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Updated A.Y. 2021-2022

Financial markets are legally constructed and as such occupy an essentially hybrid place between state and market, public and private. At the same time, financial markets exhibit dynamics that frequently put them in direct ethical tension with commitments enshrined in law or driven by benefits. In response to financial crisis, this course is to prepare students for the legal and ethical questions they may be forced to answer in the decades to come. It is not only to make law a priority but a matter of giving voice to ethical values.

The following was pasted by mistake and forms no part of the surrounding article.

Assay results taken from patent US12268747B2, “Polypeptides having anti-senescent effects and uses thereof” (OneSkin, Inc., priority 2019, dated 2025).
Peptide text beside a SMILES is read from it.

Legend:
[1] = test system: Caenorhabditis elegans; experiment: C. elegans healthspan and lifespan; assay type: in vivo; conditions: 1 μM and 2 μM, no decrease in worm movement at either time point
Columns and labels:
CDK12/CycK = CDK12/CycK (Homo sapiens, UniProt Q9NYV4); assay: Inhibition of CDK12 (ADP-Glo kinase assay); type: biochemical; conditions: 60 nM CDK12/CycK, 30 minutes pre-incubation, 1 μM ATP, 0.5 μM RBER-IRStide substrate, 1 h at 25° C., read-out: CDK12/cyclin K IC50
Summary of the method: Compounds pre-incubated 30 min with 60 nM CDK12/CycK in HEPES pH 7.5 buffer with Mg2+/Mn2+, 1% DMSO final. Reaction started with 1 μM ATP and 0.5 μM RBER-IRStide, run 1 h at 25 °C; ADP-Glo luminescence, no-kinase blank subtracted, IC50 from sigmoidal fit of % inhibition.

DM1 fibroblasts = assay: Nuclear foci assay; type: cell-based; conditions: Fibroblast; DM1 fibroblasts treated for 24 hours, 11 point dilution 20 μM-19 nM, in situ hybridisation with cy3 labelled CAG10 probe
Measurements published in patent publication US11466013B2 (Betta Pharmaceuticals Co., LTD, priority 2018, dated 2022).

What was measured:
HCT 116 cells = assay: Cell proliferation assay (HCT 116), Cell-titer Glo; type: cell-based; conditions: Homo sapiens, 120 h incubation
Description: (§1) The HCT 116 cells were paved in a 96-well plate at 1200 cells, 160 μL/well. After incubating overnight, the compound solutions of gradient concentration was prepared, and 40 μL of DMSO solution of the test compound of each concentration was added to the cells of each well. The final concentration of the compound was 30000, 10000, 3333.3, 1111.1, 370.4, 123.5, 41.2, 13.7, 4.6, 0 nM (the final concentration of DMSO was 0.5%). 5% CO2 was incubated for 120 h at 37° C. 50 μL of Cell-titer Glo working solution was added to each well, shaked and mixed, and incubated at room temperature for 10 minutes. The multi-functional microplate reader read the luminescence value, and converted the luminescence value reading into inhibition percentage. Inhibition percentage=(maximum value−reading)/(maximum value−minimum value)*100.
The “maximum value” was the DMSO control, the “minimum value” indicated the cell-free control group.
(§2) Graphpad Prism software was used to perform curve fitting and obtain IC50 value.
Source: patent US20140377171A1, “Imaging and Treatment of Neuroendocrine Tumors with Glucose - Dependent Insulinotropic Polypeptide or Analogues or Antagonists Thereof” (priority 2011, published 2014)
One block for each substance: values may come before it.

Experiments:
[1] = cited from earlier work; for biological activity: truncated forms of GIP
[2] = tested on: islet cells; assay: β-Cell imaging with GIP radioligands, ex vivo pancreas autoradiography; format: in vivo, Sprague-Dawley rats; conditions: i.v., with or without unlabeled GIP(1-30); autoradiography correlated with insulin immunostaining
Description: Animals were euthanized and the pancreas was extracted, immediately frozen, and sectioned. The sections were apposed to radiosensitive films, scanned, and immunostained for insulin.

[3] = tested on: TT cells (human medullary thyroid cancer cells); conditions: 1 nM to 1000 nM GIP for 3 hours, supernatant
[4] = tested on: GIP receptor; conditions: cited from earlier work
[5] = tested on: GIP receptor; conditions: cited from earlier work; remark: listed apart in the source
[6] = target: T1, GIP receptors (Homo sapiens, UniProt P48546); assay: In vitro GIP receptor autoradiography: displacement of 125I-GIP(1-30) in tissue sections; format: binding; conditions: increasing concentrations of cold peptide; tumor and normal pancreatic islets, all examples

This course is a multidisciplinary, interactive study of Business Ethics within various legal systems, but a global economy. Its central aim is to enable students to develop a framework to address ethical challenges as they arise within and across different countries.The first part of the course is dedicated to examine major themes in legal theory, including the nature of law, legal systems and authorities, the nexus between morality and law and political action, and to introduce various normative ethical theories developed over the centuries (natural law, utilitarianism, Kantianism and virtue ethics). Only afterwards guests belonging to different academic and business fields and students divided into groups will animate the class with issues about discrimination and safety at work, information disclosure, conflicts of interest, corruption and bribery, whistleblowing, consumer protection, product safety, environmental ethics and sustainability etc.